La Veta, Colorado, is located three hours south of Denver. The heart of this tiny town of 800 people is the Francisco Fort Museum, an original adobe plaza built in 1862. The plaza contains an 1880s saloon, a school built in 1876, a blacksmith shop, adobe ovens, and a large collection of artifacts from local Native Americans, Hispanic settlers, and farmers, ranchers and miners; not to mention a resident black bear called Barnaby.
Of course, the Fort Francisco Museum is said to be very haunted. Its most famous ghost is the “floating lady” who is seen dressed in white as she glides through the west wing. There are reports of flickering lights and another ghostly woman who carries candles as she wanders the halls. When people walk by an old piano it plays music although there is no visible pianist, and an antique rocking chair has been seen swaying back and forth without anyone siting in it.
A local ghost-hunting group approached Kim, the Director of the Museum, asking if they could investigate the premises. Her committee provided permission with one condition: she must supervise their investigation. Kim was annoyed that the group did a stakeout of the premises well into the wee hours while she was forced to babysit them as they “ran around doing goofy stuff”. Their findings included high EMF readings where one of the phantom women has been seen, a video of a mysterious light, and recordings of alleged voices of the dead (Electronic Voice Phenomena or EVPs). Kim wasn’t very impressed.
Every year on April 1st, the JREF gives out the Pigasus awards; a dubious honor to people or organizations that have done their best in the past year to snuff out science and promote irrationality. Randi talks about the 2008 winners, who receive no plaques, trophies, or banners: just the knowledge that they're getting publicity... but probably not the kind they want.
[Note: We became aware after making this video that Pigasus winner Dr. Colin Ross has recently reactivated his Million Dollar Challenge claim. While the video is still technically correct, we thought it fair to add this.]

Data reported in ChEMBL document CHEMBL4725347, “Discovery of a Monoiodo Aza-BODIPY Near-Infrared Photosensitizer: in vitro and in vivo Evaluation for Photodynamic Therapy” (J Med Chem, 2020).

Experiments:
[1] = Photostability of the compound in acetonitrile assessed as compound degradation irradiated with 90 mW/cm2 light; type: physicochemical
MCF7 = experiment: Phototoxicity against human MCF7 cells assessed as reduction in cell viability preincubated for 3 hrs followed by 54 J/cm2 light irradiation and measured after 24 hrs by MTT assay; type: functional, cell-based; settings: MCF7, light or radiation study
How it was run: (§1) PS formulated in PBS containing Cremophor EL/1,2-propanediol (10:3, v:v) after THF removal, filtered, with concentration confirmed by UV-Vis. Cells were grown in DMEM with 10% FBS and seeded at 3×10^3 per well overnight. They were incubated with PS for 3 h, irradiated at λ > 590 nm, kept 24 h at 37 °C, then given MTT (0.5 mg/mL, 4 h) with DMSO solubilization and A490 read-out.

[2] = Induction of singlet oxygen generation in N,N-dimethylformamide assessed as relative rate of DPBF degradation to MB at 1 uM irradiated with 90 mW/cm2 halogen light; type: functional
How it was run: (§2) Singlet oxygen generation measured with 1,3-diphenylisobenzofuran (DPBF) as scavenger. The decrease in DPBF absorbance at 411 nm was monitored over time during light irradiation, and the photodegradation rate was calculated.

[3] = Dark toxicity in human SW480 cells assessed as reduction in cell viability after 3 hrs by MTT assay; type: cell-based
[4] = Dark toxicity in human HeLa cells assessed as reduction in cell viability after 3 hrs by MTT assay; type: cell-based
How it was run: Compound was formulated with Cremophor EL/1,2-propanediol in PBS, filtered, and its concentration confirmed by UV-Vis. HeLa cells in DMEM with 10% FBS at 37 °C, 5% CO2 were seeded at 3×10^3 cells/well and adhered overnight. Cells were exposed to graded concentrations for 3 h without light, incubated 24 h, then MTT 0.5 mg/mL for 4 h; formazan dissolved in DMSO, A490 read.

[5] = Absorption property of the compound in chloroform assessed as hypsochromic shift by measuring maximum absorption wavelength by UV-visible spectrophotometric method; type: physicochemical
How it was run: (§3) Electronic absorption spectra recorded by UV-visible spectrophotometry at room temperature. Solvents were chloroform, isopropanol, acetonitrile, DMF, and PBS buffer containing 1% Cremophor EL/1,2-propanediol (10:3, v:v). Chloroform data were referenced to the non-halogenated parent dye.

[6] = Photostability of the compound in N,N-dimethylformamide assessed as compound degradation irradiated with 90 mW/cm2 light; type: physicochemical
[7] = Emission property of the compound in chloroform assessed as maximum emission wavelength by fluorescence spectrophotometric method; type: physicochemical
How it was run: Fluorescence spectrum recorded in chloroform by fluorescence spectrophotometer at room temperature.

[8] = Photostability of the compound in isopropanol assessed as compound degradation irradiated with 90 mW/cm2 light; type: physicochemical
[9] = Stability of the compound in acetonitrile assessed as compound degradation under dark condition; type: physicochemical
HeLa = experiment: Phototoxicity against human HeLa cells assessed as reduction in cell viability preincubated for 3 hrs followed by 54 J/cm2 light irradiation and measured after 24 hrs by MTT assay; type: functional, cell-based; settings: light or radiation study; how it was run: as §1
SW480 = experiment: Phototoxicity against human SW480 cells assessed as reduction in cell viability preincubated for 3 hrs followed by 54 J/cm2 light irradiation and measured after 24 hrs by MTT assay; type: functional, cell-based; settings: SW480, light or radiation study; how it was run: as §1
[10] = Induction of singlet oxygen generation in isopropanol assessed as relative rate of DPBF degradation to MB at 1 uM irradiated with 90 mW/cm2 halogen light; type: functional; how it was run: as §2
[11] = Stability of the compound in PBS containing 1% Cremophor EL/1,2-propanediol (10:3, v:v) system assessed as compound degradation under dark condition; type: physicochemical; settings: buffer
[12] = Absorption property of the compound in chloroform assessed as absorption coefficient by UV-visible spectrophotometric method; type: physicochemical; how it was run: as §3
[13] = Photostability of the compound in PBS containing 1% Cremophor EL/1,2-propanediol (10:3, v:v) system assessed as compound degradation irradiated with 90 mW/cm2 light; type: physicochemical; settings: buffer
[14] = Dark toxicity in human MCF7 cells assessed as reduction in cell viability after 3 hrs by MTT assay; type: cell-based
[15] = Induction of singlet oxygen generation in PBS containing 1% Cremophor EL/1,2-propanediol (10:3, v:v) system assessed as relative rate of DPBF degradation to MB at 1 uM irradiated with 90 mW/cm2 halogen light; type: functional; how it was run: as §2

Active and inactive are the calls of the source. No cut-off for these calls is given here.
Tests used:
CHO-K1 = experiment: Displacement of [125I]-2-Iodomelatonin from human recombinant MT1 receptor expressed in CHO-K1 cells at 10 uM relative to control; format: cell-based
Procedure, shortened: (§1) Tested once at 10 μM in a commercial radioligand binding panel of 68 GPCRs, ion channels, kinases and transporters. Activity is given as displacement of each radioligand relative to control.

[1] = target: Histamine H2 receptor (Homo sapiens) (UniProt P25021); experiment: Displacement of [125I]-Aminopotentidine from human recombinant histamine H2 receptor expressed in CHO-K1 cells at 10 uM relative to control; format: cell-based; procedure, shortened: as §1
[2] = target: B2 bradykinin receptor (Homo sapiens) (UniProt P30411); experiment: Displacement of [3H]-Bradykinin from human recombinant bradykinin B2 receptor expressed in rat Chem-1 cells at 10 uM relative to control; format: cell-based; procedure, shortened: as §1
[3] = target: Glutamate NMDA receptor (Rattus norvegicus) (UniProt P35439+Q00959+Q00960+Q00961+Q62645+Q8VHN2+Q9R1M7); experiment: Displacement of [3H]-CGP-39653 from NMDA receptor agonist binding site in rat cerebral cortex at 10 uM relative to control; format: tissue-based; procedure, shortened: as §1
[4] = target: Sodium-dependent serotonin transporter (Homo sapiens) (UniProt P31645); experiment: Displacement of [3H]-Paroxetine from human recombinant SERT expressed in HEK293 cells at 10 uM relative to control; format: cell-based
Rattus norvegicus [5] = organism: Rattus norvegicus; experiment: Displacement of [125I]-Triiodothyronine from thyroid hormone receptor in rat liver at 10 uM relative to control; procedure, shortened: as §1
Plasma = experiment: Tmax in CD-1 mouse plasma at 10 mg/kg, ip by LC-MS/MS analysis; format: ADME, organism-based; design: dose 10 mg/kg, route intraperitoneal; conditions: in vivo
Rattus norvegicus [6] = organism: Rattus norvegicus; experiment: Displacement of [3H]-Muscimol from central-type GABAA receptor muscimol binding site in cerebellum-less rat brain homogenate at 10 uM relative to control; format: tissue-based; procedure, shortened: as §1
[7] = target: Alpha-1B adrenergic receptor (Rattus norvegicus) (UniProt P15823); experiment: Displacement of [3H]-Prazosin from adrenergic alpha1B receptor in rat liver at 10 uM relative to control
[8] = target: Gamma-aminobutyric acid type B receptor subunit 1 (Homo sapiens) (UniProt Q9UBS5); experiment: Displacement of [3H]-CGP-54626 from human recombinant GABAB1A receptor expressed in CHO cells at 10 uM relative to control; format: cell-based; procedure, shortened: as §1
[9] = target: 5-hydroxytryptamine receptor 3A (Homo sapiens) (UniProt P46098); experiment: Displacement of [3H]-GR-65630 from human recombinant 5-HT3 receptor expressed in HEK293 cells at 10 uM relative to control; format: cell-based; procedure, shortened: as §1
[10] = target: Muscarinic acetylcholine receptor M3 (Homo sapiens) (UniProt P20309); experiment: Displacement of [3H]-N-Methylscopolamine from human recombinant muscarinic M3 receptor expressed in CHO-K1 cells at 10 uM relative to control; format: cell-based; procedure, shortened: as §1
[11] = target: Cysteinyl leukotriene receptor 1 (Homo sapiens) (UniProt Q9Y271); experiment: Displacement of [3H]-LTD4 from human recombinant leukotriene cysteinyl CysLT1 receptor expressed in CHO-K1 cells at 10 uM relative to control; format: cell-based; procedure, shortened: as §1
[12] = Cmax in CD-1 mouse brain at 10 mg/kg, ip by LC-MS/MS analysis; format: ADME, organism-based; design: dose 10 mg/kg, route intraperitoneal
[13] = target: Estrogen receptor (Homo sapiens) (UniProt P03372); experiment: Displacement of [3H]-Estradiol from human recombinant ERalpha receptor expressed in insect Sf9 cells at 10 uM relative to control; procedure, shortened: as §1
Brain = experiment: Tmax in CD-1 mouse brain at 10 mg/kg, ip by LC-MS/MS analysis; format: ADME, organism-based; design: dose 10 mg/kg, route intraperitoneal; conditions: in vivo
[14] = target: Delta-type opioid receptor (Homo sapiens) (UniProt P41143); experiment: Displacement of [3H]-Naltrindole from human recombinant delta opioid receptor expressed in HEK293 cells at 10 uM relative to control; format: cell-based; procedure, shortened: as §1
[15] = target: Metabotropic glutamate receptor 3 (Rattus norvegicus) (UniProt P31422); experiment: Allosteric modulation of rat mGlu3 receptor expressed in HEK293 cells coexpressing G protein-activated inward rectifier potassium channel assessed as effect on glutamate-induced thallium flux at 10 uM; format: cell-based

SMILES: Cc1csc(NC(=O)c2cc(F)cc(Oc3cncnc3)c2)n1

Folks, this is a serious matter. Our colleague Richard Wiseman explains:
My latest book is called Paranormality. It follows in the footsteps of one of my all-time favourite skeptical books, Randi's Flim-Flam, and examines what seemingly supernatural phenomena tell us about our brain, beliefs and behaviour. I explore lots of topics, including psychic readings, out of body experiences, mind control, ghosts and dream precognition. I made the book as interactive as possible, and Richard Dawkins was kind enough to provide an endorsement, writing “Wiseman shows us a higher joy as he skewers the paranormal charlatans, blows away the psychic fog and lets in the clear light of reason”.
The book has done well in the UK and has been bought by publishers in lots of other countries. However, the major American publishers were reluctant to support a skeptical book, with some suggesting that I re-write it to suggest that ghosts were real and psychic powers actually existed! We didn’t get any serious offers and so it looked like the American public (around 75% of whom believe in the paranormal) wouldn’t get the opportunity to read about skepticism.
In an effort to make our extensive video library available online free of charge, The James Randi Educational Foundation is posting high quality digital video lectures and sessions from previous Amaz!ng Meetings and other events on randi.org. Check back often to see the latest video content.
July 12-15, 2012 | South Point Hotel, Casino & Spa | Las Vegas, NV
24 Talks | 5 Panels | 10 Workshops | 3 Evening Shows | 3 Late Night Events 2 Live SGU Shows | 1 Million Dollar Challenge
The Amaz!ng Meeting (TAM), the world’s largest celebration of science, skepticism and critical thinking, is just two weeks away. With well over one thousand skeptics already signed up, if you haven’t reserved your spot yet, now’s the time!
Check out the the full schedule online. We have an AMAZ!NG lineup of exciting talks, panels and workshops, with brilliant speakers like Penn & Teller, Carol Tavris, Lawrence Krauss, Pamela Gay and Randi himself.
Talk topics include "The Moral Arc of Science," "The Future and Nothing," "Techno-optimism vs. Reality," "The Self Illusion," "Ignorance: How It Drives Science," and many, many more!
TAM is a full four-day skeptical immersion experience, from early morning to after midnight each night, debating, discussing and celebrating skepticism and its goals.